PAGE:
EC: Who did you consider influences?
RM: Usual suspects... Stooges. Velvet Underground. Doors. Roxy Music (up to 1974). Joy Division. A Certain Ratio (pre-funk). Mekons. Gang of Four. The Saints. 13th Floor Elevators. Red Crayola. The types of bands that featured on Nuggets and Pebbles. English bands of the punk DIY era such as the Desperate Bicycles, early Monochrome Set, Swell Maps, the Fall.
EC: Many have noted the similarities between the band and Joy Division. Did you consider yourselves similar to them or any other bands from post-punk's formative years?
RM: The "Roy Division" jibe didn't bother me too much. I thought we had more range than our first couple of singles suggested but we were also part of that wave.
EC: How did you feel about music in NZ at the time?
RM: In general I didn't feel much to be honest. Based on what I had seen when bands from different parts of the country visited Christchurch I had learned to expect style over substance from Auckland, politics and/or art over great hooks from Wellington bands and while I thought highly of many Dunedin bands I was concerned that they would get their rough edges knocked off them when they came to record (which by and large turned out to be the case). Predictably, I guess, I preferred the understated approach and sounds of Christchurch bands. Songs first, stage packaging second.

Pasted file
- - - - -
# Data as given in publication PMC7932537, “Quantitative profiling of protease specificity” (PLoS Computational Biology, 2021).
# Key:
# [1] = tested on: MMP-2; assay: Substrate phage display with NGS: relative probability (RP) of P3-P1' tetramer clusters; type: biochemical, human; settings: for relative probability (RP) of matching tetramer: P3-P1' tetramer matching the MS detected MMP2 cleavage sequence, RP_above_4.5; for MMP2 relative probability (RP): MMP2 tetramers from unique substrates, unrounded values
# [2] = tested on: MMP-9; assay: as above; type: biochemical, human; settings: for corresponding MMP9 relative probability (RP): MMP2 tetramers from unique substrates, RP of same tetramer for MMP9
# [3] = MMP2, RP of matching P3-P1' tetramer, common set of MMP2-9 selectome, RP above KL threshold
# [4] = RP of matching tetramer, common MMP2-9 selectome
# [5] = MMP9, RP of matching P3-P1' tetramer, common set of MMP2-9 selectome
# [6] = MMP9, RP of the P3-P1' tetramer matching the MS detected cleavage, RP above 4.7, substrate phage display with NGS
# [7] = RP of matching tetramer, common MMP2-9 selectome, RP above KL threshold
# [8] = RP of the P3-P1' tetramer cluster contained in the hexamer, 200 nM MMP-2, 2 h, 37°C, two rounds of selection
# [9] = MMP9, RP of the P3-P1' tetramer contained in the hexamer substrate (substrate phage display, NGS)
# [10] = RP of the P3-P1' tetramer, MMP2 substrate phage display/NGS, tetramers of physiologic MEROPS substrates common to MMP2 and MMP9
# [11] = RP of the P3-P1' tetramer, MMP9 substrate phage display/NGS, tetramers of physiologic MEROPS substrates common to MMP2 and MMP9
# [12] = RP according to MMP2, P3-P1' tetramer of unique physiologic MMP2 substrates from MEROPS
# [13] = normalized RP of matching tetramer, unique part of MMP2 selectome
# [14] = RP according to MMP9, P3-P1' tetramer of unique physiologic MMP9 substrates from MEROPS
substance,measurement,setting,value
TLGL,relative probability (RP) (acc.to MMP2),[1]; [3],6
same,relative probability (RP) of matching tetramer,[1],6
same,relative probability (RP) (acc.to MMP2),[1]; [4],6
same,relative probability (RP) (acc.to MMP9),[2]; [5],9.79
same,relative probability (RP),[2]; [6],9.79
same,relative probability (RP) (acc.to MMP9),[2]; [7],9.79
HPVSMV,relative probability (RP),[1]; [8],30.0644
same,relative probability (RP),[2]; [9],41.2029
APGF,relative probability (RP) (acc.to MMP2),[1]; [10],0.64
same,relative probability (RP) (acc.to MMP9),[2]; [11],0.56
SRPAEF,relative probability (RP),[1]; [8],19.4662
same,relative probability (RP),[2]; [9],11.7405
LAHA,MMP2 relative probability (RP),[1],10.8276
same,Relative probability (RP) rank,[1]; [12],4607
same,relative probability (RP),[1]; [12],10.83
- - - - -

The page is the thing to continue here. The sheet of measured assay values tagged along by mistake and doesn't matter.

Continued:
EC: So did the band look to the US or UK for kindred sounds?
RM: I think it was pretty evenly split.
EC: Can you comment on the dissolution of Pin Group and the subsequent formation of Dadamah?